they have problems networking – This can happen with cheaply made refurbished NICs.Example of MAC Address • Whole MAC address: 00-30-48-82-11-BD – Block ID • 00-30-48 • Identifies the vendor – Device ID • 82-11-BD • Different for each NIC from the same vendor • If two NICs have the same MAC address. or with copied virtual machines .
) Figure 2-5 The Data Link layer and its sublayers .Data Link Layer (cont’d.
) Figure 2-6 A NIC’s Mac address .Data Link Layer (cont’d.
Finding Your MAC Address • Start. CMD. Enter • IPCONFIG /ALL • Scroll up to see the first entry MAC Address (also called "Physical Address") IP Address .
Physical Layer • Functions of protocols – Accept frames from Data Link layer – Generate signals as changes in voltage at the NIC • Copper transmission medium – Signals issued as voltage • Fiber-optic cable transmission medium – Signals issued as light pulses • Wireless transmission medium – Signals issued as electromagnetic waves .
) • Physical layer protocols responsibility when receiving data – – – – – Detect and accept signals Pass on to Data Link layer Set data transmission rate Monitor data error rates No error checking • Devices operating at Physical layer – Hubs and repeaters • NICs operate at both Physical layer and Data Link layers .Physical Layer (cont’d.
Applying the OSI Model Table 2-1 Functions of the OSI layers .
Communication Between Two Systems • Data transformation – Original software application data differs from the bits sent onto the cable by the NIC • Header data added at each layer • Each layer has a different data structure. called a Protocol Data Unit (PDU) • Segments – Generated in Transport layer – Unit of data resulting from subdividing larger PDU from the Session layer – Addressed with TCP Ports (when using TCP) .
) • Packets – Generated in Network layer – Data with logical addressing information added to segments – Addressed with IP addresses • Frames – Generated in Data Link layer – Composed of several smaller components or fields – Addressed with MAC addresses .Communication Between Two Systems (cont’d.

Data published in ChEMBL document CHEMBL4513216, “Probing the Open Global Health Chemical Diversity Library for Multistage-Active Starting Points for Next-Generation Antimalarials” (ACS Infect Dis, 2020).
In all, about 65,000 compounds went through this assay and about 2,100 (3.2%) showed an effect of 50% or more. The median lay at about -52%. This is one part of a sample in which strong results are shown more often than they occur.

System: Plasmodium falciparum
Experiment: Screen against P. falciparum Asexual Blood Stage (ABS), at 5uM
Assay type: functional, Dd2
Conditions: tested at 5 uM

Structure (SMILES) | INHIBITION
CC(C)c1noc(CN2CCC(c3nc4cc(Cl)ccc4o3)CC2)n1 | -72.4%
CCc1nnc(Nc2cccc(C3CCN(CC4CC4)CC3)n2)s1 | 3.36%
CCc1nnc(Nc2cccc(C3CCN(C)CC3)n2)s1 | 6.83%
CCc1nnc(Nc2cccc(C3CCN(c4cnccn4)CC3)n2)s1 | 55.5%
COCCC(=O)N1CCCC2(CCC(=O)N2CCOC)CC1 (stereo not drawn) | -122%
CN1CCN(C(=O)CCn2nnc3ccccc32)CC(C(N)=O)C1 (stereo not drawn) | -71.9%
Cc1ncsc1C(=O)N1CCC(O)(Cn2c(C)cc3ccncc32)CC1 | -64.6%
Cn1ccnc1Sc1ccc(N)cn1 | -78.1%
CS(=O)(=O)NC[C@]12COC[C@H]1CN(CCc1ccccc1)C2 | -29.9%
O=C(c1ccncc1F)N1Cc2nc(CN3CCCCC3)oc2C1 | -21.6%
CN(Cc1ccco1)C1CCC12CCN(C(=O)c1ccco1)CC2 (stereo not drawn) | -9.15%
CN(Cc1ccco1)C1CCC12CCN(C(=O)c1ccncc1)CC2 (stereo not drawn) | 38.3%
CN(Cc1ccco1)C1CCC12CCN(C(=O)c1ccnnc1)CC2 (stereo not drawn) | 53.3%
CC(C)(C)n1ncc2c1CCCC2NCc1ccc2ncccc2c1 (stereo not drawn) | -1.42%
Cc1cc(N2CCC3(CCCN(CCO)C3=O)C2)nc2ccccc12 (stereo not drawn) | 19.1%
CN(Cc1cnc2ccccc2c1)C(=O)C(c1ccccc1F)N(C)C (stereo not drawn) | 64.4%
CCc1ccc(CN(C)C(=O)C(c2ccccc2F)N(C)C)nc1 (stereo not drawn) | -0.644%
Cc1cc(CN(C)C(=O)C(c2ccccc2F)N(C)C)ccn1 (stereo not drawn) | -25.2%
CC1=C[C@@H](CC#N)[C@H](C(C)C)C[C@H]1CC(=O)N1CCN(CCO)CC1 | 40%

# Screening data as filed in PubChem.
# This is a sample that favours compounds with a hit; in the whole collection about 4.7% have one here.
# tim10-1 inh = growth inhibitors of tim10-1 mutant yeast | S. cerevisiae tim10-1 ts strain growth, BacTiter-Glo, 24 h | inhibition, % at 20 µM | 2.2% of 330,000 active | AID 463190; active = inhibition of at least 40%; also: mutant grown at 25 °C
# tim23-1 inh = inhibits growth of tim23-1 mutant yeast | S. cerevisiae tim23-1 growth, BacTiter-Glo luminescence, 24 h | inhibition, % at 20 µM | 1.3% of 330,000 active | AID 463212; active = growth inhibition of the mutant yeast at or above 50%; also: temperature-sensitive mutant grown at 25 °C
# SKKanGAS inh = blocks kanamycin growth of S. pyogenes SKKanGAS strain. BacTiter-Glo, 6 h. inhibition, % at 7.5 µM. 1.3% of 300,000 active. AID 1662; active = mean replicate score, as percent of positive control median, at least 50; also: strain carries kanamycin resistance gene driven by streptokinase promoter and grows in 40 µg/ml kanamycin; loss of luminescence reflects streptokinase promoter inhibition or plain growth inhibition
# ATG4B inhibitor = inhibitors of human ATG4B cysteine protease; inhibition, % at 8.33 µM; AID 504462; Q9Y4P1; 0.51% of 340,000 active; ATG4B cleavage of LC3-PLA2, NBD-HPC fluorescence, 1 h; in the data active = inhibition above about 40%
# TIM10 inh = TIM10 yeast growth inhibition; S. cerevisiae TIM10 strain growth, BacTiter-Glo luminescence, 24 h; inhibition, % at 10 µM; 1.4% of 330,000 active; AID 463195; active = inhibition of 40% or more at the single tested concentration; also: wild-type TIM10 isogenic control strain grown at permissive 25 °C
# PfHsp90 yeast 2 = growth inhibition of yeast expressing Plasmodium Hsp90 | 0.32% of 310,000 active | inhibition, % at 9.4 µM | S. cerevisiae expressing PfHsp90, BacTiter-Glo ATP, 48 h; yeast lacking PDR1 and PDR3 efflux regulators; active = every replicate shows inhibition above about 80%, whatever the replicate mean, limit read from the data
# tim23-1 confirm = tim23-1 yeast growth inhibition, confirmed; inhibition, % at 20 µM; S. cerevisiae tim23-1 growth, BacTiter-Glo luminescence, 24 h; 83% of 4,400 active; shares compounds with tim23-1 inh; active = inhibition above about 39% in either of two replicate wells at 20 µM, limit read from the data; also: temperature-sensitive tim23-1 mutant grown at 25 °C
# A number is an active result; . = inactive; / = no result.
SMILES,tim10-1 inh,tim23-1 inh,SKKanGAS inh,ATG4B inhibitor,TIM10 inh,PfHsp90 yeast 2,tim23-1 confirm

Communication Between Two Systems (cont’d.) • Encapsulation – Occurs in each layer – Process of wrapping one layer’s PDU with protocol information • Allows interpretation by lower layer .
Communication Between Two Systems (cont’d.) Figure 2-7 Data transformation through the OSI model .
3 standard .Frame Specifications • Frames – Composed of several smaller components or fields • Frame characteristic dependencies – Network type where frames run – Standards frames must follow • Ethernet – Developed by Xerox – Four different types of Ethernet frames – Most popular: IEEE 802.
5 standard • Ethernet frames and token ring frames differ – Will not interact with each other – Devices cannot support more than one frame type per physical interface or NIC .) • Token ring – Developed by IBM – Relies upon direct links between nodes and ring topology – Nearly obsolete – Defined by IEEE 802.Frame Specifications (cont’d.
3: Ethernet • 802.11: Wireless .IEEE Networking Specifications • IEEE’s Project 802 – Effort to standardize physical and logical network elements • • • • • • Frame types and addressing Connectivity Networking media Error-checking algorithms Encryption Emerging technologies • 802.
IEEE Networking Specifications (cont’d.) Table 2-2 IEEE 802 standards .